Specialist tour operator Simpson Travel has lodged a complaint with the UK’s Civil Aviation Authority as it seeks help in its pursuit of refunds from Ryanair worth £46,000.

The dispute relates to flights the tour operator had booked for its customers with the budget airline that were cancelled as a result of the coronavirus pandemic and sold on as part of a package holiday.

Under package travel regulations, the organiser of a package holiday – usually the tour operator – is liable for the refund.

Simpson Travel argues that Ryanair should refund it the value of those flights which make up part of the package alongside other elements, so it can fully refund its customers under the regulations.

Ryanair has consistently said it does not recognise third party companies booking its flights and selling them on to customers.

It has been embroiled in a row with the Irish Travel Agents Association over the role of travel agents this week, after the group accused the airline of owing refunds worth a collective €20 million to its members’ customers.

Ryanair says customers must contact the airline directly, using its online customer verification forms, to obtain a refund for a flight cancelled as a result of Covid-19 – and has claimed some third parties have not passed on refund monies to customers.

Simpson Travel’s operations director, Ed Pyke, said: “In some cases, it has been ten months since we received notification that Ryanair flights were cancelled, and although we have been through all the processes of rejecting vouchers that have been issued to us and using the forms on the Ryanair website to apply for cash refunds, we are still no further forward in getting the money owing back. I have also written to Ryanair and have not received a response.”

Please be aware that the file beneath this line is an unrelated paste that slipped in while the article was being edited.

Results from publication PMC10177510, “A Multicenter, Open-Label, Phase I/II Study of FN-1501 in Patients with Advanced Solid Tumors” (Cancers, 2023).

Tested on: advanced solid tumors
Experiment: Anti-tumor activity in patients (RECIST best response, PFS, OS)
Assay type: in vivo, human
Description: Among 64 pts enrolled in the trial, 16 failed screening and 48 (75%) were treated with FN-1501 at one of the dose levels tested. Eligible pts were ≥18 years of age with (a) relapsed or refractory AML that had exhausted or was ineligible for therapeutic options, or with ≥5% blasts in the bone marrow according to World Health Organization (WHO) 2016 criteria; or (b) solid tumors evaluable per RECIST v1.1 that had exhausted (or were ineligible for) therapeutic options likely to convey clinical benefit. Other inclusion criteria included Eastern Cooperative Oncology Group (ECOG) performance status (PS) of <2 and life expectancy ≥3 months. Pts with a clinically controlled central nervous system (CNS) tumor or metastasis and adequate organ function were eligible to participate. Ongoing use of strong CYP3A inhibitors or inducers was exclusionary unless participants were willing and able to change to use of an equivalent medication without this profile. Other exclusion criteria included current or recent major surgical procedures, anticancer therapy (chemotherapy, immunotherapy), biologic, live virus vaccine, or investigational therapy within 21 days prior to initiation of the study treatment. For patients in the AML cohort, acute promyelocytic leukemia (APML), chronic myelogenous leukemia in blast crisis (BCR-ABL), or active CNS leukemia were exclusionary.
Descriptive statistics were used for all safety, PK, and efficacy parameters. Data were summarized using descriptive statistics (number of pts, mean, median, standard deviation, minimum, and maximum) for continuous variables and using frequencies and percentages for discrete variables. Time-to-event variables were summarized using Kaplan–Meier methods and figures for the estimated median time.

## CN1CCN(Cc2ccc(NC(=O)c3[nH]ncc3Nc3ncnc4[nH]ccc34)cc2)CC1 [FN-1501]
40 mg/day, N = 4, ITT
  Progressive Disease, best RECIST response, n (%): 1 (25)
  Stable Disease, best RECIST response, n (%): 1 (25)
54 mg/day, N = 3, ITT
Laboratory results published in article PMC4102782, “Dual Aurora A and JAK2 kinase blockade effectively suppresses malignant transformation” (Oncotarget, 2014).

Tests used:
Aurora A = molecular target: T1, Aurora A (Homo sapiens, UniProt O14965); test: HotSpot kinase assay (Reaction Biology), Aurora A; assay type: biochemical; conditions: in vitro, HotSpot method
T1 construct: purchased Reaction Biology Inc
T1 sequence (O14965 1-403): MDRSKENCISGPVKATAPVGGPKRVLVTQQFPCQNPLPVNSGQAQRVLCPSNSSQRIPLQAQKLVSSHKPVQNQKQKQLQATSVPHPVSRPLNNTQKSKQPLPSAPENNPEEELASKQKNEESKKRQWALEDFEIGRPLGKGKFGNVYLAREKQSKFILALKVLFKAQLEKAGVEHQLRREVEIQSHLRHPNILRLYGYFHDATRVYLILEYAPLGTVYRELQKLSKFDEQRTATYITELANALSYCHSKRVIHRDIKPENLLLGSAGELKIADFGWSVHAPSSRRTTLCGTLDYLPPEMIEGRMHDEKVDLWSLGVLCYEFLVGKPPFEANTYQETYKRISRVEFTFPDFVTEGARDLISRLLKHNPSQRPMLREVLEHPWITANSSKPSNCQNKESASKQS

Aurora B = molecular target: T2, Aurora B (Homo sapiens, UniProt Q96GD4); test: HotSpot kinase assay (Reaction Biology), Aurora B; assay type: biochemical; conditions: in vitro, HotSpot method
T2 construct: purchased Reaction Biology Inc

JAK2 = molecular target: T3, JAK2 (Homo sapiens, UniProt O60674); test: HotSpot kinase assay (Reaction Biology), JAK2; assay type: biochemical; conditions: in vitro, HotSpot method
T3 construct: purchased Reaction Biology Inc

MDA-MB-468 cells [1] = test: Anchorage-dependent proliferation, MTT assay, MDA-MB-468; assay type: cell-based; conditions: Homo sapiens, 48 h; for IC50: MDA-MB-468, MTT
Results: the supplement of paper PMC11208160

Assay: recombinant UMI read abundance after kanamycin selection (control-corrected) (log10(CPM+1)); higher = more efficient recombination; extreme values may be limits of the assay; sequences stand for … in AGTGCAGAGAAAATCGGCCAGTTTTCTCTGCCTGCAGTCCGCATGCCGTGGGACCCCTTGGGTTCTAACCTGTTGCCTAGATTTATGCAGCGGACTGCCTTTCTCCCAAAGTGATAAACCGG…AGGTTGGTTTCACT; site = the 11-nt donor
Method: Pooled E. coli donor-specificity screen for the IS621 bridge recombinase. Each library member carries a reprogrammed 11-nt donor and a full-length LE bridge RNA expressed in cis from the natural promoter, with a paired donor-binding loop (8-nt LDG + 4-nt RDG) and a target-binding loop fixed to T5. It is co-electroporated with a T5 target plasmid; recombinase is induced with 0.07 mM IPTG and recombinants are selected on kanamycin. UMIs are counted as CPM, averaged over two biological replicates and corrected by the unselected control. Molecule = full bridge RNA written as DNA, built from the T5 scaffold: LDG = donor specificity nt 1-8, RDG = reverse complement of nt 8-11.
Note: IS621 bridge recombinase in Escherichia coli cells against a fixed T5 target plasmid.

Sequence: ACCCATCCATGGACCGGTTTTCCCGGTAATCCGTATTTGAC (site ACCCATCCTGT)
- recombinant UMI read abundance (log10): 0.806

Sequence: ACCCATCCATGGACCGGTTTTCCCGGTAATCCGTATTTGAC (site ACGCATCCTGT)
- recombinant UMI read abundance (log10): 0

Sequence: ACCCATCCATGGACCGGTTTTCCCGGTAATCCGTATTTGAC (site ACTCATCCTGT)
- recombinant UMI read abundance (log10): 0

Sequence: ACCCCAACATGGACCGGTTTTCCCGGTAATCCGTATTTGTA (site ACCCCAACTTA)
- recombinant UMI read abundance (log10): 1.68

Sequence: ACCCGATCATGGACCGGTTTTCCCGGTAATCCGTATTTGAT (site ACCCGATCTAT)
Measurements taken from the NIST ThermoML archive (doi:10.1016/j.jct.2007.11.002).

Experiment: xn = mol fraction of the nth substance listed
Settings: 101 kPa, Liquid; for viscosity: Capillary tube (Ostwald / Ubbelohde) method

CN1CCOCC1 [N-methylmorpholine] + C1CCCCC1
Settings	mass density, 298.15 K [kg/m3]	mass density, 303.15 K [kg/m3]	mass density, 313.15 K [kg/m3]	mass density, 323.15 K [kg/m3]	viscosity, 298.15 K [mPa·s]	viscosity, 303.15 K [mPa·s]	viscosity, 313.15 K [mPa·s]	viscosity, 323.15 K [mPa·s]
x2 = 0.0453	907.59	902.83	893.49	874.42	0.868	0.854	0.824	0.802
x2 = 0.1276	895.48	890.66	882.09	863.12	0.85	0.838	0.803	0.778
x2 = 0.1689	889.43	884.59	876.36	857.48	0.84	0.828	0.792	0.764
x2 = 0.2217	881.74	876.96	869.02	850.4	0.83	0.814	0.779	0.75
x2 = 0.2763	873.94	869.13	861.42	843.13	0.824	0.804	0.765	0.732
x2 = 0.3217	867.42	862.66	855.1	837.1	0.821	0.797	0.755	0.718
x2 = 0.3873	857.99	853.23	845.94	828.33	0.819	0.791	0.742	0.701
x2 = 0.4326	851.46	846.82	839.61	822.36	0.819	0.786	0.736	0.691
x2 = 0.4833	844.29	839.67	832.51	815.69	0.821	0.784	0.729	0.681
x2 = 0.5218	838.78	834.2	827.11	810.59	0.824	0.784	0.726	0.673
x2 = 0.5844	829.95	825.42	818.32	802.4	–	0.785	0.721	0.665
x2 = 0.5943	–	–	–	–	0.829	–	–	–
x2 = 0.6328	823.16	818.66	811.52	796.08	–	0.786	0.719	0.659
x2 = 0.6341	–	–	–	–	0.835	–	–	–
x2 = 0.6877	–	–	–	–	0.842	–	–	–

Founder Graham Simpson added: “I encourage other tour operators to approach the CAA for help in bringing this matter to a swift conclusion and demanding that Ryanair honour their legal obligation to provide refunds for cancelled flights.”

A Ryanair spokesman said: “Ryanair has no liability or debt to any travel agent, who make unauthorised bookings on our website in breach of Ryanair’s terms and conditions. Under EU261 regulation all refunds are due to passengers only.”

Ryanair believes third parties have “overcharged” customers by adding fees to the direct fares available on its site and that tour operators and travel agents were “aware” of its refunds process – which the ITAA described earlier this week as “cumbersome”.

Ryanair, however, said insisting customers claim refunds directly will “expose” that fares are higher than that paid to Ryanair because of what the airline calls “hidden or excessive fees”.

Agents have said their fees are transparent, and most tour operators factor their costs into the overall package holiday price which would include other elements such as hotels, transfers, cruises, tours and activities, and other ancillary products.

  • Meanwhile, the ITAA said it has agreed to meet with Ireland’s Joint Committee on Transport and Communications Networks on Tuesday February 9 to discuss airline refunds among a range of issues faced by the Irish travel industry as a result of Covid-19 and related restrictions.

The delegation will also meet with two ministers the following Tuesday, February 16, to discuss support they argue is required for travel agents in the coming months.

ITAA chief executive Pat Dawson said: “Our industry is in a unique situation in which we have been forced to cease trading for an indefinite period of time due to the outbreak of Covid-19, yet we still have to pay rents and salaries and remain open in order to provide day-to-day assistance to our customers.”